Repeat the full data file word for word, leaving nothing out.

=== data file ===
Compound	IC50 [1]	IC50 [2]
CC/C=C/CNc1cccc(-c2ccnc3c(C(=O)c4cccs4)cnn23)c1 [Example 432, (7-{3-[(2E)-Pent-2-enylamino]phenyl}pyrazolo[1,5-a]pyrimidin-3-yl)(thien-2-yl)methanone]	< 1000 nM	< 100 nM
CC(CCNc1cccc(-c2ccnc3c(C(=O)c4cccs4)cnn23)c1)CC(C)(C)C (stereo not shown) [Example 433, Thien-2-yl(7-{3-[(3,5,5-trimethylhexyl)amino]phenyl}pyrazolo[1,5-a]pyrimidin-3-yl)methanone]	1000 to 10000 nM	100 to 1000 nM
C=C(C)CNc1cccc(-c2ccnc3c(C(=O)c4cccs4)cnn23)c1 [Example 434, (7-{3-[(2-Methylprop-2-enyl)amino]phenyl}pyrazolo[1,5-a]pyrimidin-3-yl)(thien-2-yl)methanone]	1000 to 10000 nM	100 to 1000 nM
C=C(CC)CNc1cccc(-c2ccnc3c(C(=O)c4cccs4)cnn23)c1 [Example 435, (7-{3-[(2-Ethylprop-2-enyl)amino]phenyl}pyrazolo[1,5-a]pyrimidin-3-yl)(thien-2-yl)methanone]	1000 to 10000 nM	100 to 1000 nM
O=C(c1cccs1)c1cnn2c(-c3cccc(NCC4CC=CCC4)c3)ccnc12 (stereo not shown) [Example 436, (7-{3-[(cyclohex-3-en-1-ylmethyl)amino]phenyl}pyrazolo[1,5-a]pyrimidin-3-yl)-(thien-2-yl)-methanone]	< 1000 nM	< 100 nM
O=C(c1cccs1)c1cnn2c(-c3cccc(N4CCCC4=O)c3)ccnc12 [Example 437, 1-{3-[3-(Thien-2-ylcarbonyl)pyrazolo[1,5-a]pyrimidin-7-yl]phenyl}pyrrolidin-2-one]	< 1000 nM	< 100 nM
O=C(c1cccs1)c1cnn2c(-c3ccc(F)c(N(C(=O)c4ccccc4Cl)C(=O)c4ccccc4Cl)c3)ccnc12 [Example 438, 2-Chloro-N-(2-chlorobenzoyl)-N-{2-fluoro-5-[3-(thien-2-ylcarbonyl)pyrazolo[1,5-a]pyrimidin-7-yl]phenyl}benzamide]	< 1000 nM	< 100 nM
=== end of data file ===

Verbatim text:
Compound	IC50 [1]	IC50 [2]
CC/C=C/CNc1cccc(-c2ccnc3c(C(=O)c4cccs4)cnn23)c1 [Example 432, (7-{3-[(2E)-Pent-2-enylamino]phenyl}pyrazolo[1,5-a]pyrimidin-3-yl)(thien-2-yl)methanone]	< 1000 nM	< 100 nM
CC(CCNc1cccc(-c2ccnc3c(C(=O)c4cccs4)cnn23)c1)CC(C)(C)C (stereo not shown) [Example 433, Thien-2-yl(7-{3-[(3,5,5-trimethylhexyl)amino]phenyl}pyrazolo[1,5-a]pyrimidin-3-yl)methanone]	1000 to 10000 nM	100 to 1000 nM
C=C(C)CNc1cccc(-c2ccnc3c(C(=O)c4cccs4)cnn23)c1 [Example 434, (7-{3-[(2-Methylprop-2-enyl)amino]phenyl}pyrazolo[1,5-a]pyrimidin-3-yl)(thien-2-yl)methanone]	1000 to 10000 nM	100 to 1000 nM
C=C(CC)CNc1cccc(-c2ccnc3c(C(=O)c4cccs4)cnn23)c1 [Example 435, (7-{3-[(2-Ethylprop-2-enyl)amino]phenyl}pyrazolo[1,5-a]pyrimidin-3-yl)(thien-2-yl)methanone]	1000 to 10000 nM	100 to 1000 nM
O=C(c1cccs1)c1cnn2c(-c3cccc(NCC4CC=CCC4)c3)ccnc12 (stereo not shown) [Example 436, (7-{3-[(cyclohex-3-en-1-ylmethyl)amino]phenyl}pyrazolo[1,5-a]pyrimidin-3-yl)-(thien-2-yl)-methanone]	< 1000 nM	< 100 nM
O=C(c1cccs1)c1cnn2c(-c3cccc(N4CCCC4=O)c3)ccnc12 [Example 437, 1-{3-[3-(Thien-2-ylcarbonyl)pyrazolo[1,5-a]pyrimidin-7-yl]phenyl}pyrrolidin-2-one]	< 1000 nM	< 100 nM
O=C(c1cccs1)c1cnn2c(-c3ccc(F)c(N(C(=O)c4ccccc4Cl)C(=O)c4ccccc4Cl)c3)ccnc12 [Example 438, 2-Chloro-N-(2-chlorobenzoyl)-N-{2-fluoro-5-[3-(thien-2-ylcarbonyl)pyrazolo[1,5-a]pyrimidin-7-yl]phenyl}benzamide]	< 1000 nM	< 100 nM